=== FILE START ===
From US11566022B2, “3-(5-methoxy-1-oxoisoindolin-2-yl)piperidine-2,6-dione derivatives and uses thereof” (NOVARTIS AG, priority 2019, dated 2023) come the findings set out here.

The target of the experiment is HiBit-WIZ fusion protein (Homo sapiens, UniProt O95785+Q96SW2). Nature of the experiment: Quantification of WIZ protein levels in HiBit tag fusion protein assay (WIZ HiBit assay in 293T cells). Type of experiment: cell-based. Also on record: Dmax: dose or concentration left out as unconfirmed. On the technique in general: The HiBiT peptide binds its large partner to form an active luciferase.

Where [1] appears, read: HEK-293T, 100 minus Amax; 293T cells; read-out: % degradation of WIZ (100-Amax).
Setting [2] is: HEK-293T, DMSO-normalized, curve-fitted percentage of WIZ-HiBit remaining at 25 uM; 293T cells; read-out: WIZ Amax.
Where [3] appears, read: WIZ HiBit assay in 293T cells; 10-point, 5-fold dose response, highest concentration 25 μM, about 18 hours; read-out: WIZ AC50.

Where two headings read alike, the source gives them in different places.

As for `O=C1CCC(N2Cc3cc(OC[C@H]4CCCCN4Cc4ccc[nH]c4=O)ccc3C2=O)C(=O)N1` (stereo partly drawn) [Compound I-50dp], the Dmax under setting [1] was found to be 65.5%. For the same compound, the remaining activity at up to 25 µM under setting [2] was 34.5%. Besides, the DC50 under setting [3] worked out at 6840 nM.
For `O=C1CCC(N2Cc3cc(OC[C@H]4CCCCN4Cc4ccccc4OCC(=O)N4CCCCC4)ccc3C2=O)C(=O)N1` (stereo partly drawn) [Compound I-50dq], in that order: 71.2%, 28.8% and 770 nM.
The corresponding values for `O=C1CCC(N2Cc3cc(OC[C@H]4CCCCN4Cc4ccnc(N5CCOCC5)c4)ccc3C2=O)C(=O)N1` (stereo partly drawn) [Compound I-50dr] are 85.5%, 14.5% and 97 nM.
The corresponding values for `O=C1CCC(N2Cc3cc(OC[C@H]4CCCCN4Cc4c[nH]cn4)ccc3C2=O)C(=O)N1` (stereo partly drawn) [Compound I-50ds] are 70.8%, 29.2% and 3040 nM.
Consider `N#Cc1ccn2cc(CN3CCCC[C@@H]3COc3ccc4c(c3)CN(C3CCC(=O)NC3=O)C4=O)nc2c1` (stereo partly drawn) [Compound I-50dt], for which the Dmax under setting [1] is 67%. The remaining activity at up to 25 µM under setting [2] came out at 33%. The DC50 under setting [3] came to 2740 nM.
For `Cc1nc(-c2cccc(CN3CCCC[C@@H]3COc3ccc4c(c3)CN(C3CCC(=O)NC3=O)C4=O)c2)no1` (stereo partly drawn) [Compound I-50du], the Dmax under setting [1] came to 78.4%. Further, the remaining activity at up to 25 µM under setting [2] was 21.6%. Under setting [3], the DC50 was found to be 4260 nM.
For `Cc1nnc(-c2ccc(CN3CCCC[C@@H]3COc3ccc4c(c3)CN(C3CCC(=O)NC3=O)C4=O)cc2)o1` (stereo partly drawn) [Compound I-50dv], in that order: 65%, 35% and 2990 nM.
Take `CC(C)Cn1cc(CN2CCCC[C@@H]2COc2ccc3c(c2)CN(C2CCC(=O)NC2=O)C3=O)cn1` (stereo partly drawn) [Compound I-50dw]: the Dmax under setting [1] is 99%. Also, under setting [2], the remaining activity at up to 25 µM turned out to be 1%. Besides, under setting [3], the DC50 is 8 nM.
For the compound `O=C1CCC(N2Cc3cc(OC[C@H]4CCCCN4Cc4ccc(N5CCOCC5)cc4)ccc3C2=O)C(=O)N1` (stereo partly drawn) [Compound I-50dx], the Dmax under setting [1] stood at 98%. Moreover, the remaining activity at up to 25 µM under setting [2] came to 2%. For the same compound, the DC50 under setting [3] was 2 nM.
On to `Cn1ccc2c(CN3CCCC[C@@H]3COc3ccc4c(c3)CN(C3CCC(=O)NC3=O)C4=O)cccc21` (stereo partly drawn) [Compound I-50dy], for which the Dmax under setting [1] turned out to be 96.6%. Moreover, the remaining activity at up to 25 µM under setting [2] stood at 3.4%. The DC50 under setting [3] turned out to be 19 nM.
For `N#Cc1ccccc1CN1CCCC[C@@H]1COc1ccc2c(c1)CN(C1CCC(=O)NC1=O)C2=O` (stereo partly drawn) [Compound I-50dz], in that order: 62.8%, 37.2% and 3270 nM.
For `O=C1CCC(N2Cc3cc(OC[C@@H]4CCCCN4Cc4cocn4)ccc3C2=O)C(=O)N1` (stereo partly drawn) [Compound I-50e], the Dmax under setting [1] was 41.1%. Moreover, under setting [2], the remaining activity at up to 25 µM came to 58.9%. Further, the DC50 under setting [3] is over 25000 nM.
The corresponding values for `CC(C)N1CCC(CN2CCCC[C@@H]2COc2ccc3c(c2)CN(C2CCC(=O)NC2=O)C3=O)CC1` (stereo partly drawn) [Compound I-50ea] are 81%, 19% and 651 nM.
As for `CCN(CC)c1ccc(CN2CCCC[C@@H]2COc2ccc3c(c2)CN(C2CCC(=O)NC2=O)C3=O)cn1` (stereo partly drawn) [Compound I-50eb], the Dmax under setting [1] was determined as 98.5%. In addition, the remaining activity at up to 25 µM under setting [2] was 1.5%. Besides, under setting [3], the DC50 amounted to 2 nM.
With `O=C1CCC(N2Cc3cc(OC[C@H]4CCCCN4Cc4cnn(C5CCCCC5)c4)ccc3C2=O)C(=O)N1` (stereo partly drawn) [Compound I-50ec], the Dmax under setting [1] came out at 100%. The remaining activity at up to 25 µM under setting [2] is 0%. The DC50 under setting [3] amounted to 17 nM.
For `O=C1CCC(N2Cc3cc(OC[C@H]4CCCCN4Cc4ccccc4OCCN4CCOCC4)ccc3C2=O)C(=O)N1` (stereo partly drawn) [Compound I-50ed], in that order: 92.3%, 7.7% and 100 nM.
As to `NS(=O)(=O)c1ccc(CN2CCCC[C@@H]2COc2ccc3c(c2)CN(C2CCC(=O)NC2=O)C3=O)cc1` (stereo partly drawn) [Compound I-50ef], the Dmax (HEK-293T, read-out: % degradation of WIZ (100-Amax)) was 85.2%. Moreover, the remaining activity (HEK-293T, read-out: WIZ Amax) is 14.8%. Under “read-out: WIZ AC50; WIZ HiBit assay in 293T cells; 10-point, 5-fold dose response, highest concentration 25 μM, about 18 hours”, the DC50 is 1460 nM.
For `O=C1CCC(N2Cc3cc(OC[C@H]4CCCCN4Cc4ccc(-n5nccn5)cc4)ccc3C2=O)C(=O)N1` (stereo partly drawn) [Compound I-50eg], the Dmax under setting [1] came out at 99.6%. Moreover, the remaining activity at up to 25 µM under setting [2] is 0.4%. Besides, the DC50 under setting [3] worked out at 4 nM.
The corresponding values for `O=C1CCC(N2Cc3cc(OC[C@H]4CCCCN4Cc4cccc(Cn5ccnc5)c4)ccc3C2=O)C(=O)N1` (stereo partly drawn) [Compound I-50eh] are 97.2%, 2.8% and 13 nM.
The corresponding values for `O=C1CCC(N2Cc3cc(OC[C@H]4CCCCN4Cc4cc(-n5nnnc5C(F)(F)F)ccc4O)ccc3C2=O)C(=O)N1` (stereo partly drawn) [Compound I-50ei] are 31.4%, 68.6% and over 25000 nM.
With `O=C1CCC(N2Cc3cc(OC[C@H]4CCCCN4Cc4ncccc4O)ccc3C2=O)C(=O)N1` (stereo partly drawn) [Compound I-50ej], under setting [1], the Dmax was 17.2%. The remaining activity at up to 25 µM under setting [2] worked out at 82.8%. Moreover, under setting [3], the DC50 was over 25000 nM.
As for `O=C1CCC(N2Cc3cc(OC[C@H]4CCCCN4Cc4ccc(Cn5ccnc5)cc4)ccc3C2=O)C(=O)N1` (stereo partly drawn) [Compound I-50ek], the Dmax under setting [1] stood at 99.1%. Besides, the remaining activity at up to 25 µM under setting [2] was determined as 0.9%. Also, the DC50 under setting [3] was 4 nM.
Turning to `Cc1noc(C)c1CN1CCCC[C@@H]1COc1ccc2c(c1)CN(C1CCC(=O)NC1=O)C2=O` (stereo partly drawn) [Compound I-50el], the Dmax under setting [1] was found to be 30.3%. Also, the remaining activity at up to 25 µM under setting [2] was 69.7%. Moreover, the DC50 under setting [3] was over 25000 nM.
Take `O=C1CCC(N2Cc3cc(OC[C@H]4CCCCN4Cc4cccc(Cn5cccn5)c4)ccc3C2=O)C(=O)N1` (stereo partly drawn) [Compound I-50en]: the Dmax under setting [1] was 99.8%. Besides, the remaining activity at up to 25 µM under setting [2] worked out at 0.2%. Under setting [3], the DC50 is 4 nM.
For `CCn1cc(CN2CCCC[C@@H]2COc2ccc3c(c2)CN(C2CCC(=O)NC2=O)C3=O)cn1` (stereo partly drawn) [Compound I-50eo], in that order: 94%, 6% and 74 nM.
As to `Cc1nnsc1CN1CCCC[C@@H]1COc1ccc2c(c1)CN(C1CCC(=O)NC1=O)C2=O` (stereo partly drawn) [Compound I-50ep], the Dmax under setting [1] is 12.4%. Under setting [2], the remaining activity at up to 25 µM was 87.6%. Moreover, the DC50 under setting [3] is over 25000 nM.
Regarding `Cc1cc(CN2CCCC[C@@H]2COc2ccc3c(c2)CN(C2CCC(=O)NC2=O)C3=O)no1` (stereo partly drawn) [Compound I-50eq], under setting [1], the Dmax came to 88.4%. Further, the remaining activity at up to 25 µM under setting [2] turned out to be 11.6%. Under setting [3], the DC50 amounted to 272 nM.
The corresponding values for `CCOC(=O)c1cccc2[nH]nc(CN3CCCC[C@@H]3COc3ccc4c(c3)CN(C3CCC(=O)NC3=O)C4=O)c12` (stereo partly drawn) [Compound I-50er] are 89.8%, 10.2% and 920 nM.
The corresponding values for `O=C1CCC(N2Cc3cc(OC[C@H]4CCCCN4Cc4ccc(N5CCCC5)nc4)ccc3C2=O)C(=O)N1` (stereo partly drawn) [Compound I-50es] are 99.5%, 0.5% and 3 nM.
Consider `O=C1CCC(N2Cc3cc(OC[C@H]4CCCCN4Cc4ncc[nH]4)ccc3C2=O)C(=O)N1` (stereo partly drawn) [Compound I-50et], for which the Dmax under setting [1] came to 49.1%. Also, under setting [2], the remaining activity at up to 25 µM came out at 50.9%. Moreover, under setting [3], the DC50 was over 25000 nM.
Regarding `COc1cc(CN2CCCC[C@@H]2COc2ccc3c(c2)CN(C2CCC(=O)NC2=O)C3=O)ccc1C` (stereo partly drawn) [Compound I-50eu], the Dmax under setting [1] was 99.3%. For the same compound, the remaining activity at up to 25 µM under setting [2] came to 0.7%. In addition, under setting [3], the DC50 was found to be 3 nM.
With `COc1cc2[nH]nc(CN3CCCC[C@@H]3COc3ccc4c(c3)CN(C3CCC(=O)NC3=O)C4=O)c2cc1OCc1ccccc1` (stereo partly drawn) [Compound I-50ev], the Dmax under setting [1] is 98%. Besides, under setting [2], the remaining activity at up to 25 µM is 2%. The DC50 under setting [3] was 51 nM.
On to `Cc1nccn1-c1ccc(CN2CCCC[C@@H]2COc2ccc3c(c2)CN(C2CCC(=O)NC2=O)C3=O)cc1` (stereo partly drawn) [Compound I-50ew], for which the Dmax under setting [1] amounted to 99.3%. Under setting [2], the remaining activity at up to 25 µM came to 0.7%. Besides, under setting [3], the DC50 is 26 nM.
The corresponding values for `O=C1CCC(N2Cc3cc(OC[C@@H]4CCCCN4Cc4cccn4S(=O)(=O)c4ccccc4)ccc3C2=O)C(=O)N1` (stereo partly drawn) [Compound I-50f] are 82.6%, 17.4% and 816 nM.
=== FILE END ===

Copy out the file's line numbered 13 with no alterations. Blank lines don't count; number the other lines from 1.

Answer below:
For `Cc1nnc(-c2ccc(CN3CCCC[C@@H]3COc3ccc4c(c3)CN(C3CCC(=O)NC3=O)C4=O)cc2)o1` (stereo partly drawn) [Compound I-50dv], in that order: 65%, 35% and 2990 nM.